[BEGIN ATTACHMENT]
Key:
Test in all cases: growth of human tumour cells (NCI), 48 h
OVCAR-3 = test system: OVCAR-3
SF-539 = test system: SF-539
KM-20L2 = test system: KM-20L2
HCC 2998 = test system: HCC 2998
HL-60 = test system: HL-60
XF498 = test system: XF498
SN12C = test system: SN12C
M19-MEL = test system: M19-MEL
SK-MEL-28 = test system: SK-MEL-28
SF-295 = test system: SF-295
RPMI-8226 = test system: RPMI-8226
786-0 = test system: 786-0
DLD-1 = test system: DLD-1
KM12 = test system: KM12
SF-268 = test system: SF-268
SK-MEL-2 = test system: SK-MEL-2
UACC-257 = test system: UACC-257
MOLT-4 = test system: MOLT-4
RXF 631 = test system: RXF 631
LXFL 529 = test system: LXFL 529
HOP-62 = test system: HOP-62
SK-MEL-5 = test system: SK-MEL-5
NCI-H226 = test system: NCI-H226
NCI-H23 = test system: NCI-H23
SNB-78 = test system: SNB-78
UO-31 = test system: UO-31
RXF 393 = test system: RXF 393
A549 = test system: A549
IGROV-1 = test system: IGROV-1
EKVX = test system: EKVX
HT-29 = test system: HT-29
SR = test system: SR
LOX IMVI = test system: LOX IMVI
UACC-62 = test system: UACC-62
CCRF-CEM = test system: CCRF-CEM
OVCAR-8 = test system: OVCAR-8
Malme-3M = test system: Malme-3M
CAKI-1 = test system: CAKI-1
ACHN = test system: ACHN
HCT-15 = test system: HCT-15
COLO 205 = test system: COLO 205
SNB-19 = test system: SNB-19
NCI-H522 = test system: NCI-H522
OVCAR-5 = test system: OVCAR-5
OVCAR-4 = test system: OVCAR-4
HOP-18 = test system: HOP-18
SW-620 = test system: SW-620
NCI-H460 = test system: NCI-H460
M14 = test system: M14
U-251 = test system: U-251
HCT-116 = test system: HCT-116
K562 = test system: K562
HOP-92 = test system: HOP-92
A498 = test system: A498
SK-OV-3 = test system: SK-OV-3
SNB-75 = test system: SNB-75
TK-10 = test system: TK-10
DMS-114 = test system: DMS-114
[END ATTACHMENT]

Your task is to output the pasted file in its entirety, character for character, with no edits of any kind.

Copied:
Key:
Test in all cases: growth of human tumour cells (NCI), 48 h
OVCAR-3 = test system: OVCAR-3
SF-539 = test system: SF-539
KM-20L2 = test system: KM-20L2
HCC 2998 = test system: HCC 2998
HL-60 = test system: HL-60
XF498 = test system: XF498
SN12C = test system: SN12C
M19-MEL = test system: M19-MEL
SK-MEL-28 = test system: SK-MEL-28
SF-295 = test system: SF-295
RPMI-8226 = test system: RPMI-8226
786-0 = test system: 786-0
DLD-1 = test system: DLD-1
KM12 = test system: KM12
SF-268 = test system: SF-268
SK-MEL-2 = test system: SK-MEL-2
UACC-257 = test system: UACC-257
MOLT-4 = test system: MOLT-4
RXF 631 = test system: RXF 631
LXFL 529 = test system: LXFL 529
HOP-62 = test system: HOP-62
SK-MEL-5 = test system: SK-MEL-5
NCI-H226 = test system: NCI-H226
NCI-H23 = test system: NCI-H23
SNB-78 = test system: SNB-78
UO-31 = test system: UO-31
RXF 393 = test system: RXF 393
A549 = test system: A549
IGROV-1 = test system: IGROV-1
EKVX = test system: EKVX
HT-29 = test system: HT-29
SR = test system: SR
LOX IMVI = test system: LOX IMVI
UACC-62 = test system: UACC-62
CCRF-CEM = test system: CCRF-CEM
OVCAR-8 = test system: OVCAR-8
Malme-3M = test system: Malme-3M
CAKI-1 = test system: CAKI-1
ACHN = test system: ACHN
HCT-15 = test system: HCT-15
COLO 205 = test system: COLO 205
SNB-19 = test system: SNB-19
NCI-H522 = test system: NCI-H522
OVCAR-5 = test system: OVCAR-5
OVCAR-4 = test system: OVCAR-4
HOP-18 = test system: HOP-18
SW-620 = test system: SW-620
NCI-H460 = test system: NCI-H460
M14 = test system: M14
U-251 = test system: U-251
HCT-116 = test system: HCT-116
K562 = test system: K562
HOP-92 = test system: HOP-92
A498 = test system: A498
SK-OV-3 = test system: SK-OV-3
SNB-75 = test system: SNB-75
TK-10 = test system: TK-10
DMS-114 = test system: DMS-114